Kidney, Urinary Birth Defects Tied to Obesity in Moms-to-Be

Kidney, Urinary Birth Defects Tied to Obesity in Moms-to-Be

Kidney, Urinary Birth Defects Tied to Obesity in Moms-to-Be

As weight increased, so did apparent risk, researchers say

SOURCES: Ian Macumber, M.D., pediatric nephrology fellow, Seattle Children's Hospital, Seattle, Wash.; David Mendez, M.D., attending physician and neonatologist, Miami Children's Hospital, Miami, Fla.; American Society of Nephrology Kidney Week 2014, Nov. 11-16, Philadelphia

TUESDAY, Nov. 4 (HealthDay News) -- A woman's odds of having a baby with kidney and urinary tract birth defects are higher if she's obese, new research suggests.

Such defects include being born with a single kidney, having kidney swelling or enlarged ureters, the urine-carrying tubes, said lead researcher Dr. Ian Macumber, a pediatric nephrology fellow at Seattle Children's Hospital.

"The more we find out about obesity, the more we find out what a public health problem it is," he said.

Prior research has linked maternal obesity with newborn heart defects, neural tube defects such as spina bifida and other health conditions.

The discovery of a link with kidney and urinary tract birth defects is newer. "We found a significant association between maternal obesity and risk of these anomalies," said Macumber.

While the study found a link between maternal obesity and certain birth defects, it did not establish a cause-and-effect relationship.

The kinds of defects Macumber and his colleagues evaluated are diagnosed in up to 1 percent of pregnancies, with some conditions more serious than others. The defects account for about 20 percent or 30 percent of all prenatal abnormalities, he said.

And risk of these defects increased along with the level of obesity, the study found.

More than half of pregnant women in the United States are overweight or obese, and 8 percent of reproductive-aged women are extremely obese, says the American College of Obstetricians and Gynecologists.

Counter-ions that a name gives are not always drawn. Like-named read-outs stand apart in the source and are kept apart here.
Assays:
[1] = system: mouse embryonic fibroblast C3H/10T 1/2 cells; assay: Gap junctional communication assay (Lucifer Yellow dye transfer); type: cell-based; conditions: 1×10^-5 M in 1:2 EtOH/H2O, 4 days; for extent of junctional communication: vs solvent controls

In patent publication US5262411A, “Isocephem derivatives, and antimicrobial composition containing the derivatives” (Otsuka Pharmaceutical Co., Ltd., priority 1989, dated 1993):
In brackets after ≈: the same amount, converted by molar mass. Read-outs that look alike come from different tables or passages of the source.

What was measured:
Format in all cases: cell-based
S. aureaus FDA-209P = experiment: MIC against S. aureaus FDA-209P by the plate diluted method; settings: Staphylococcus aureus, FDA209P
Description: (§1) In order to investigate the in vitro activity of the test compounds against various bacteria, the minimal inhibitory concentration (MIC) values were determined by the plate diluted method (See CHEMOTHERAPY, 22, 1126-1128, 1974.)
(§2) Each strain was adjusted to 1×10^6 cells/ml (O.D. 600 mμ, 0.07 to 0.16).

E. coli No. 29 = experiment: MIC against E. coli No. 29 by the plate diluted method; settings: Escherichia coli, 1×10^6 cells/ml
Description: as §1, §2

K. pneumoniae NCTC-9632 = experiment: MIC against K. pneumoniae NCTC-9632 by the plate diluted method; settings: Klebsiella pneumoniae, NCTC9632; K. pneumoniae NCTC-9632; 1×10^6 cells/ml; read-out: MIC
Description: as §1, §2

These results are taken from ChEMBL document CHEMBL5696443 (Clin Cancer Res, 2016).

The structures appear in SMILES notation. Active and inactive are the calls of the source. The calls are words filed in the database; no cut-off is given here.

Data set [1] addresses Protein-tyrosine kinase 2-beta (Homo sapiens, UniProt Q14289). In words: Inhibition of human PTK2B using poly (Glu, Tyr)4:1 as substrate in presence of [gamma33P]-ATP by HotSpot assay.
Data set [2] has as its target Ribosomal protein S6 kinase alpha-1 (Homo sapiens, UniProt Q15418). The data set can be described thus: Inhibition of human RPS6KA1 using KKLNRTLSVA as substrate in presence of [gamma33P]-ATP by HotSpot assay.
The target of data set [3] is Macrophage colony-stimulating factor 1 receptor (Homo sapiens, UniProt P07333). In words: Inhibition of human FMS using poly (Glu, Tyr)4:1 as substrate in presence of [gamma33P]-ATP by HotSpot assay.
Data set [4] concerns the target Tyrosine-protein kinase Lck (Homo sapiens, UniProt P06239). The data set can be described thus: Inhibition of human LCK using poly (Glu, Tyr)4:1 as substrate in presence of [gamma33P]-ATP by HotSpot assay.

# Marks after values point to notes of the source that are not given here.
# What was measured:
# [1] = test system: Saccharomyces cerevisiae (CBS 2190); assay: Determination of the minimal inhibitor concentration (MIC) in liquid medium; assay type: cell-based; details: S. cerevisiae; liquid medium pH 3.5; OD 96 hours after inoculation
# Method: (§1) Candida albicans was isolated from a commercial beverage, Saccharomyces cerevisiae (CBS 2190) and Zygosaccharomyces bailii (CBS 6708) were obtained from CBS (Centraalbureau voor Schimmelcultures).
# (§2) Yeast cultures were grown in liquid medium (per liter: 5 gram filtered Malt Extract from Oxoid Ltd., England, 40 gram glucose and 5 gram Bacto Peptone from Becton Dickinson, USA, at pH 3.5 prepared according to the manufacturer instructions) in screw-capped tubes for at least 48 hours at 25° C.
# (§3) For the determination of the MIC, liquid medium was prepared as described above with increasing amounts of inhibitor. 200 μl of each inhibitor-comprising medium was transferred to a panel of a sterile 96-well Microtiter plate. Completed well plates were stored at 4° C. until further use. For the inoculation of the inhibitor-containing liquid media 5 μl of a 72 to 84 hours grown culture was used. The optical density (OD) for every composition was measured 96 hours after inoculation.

Macumber is to present the findings Nov. 14 at a meeting of the American Society of Nephrology in Philadelphia. Studies presented at medical meetings are typically viewed as preliminary until published in a peer-reviewed journal.

For the study, the researchers looked at medical charts, including birth and hospital discharge records, from 2003 to 2012. They found more than 3,200 cases of abnormal kidney or urinary tract problems and compared them with more than 13,000 "controls" -- newborns without the abnormalities.

Looking at pre-pregnancy weight records, the researchers found that mothers who delivered children with the birth defects were almost 1.3 times more likely to be obese than those whose infants didn't have the kidney and urinary tract defects.

Obesity was based on body-mass index (BMI), a calculation based on height and weight. A BMI of 30 or greater is viewed as obese. As an example, a 5-foot-4-inch-tall woman who weighs 180 pounds has a BMI of 30.9 and is considered obese.

Because the researchers went by hospital codes, they couldn't determine which defects were most common or how severe they were.

The mechanism behind the association isn't known, Macumber said.

"There is certainly some question as to whether insulin may play a role in this," he said. Pregnant women who are overweight may have insulin resistance, a condition in which the body doesn't respond well to the hormone insulin, and blood sugar is less able to get to the cells, he said.

Another expert praised the research.

"Studies like this are really quite important," said Dr. David Mendez, an attending physician at the Miami Children's Hospital and a neonatologist. However, whether obesity actually causes these birth defects is not yet known, he added.

Mendez said that chart reading, while limited in some respects, "is a vital research tool" and a good starting point.

Ideally, future research would follow mothers during pregnancy, tracking their weight and the health of their newborns, looking at the link from the start, he said.

Meanwhile, Mendez advises a good diet, exercise if approved by the woman's doctor and other good health habits. "The things that make you feel good," he tells patients, "will make the baby feel good."

More information

For more about a healthy pregnancy, visit the U.S. National Institutes of Health.
Copyright © 2014 HealthDay. All rights reserved.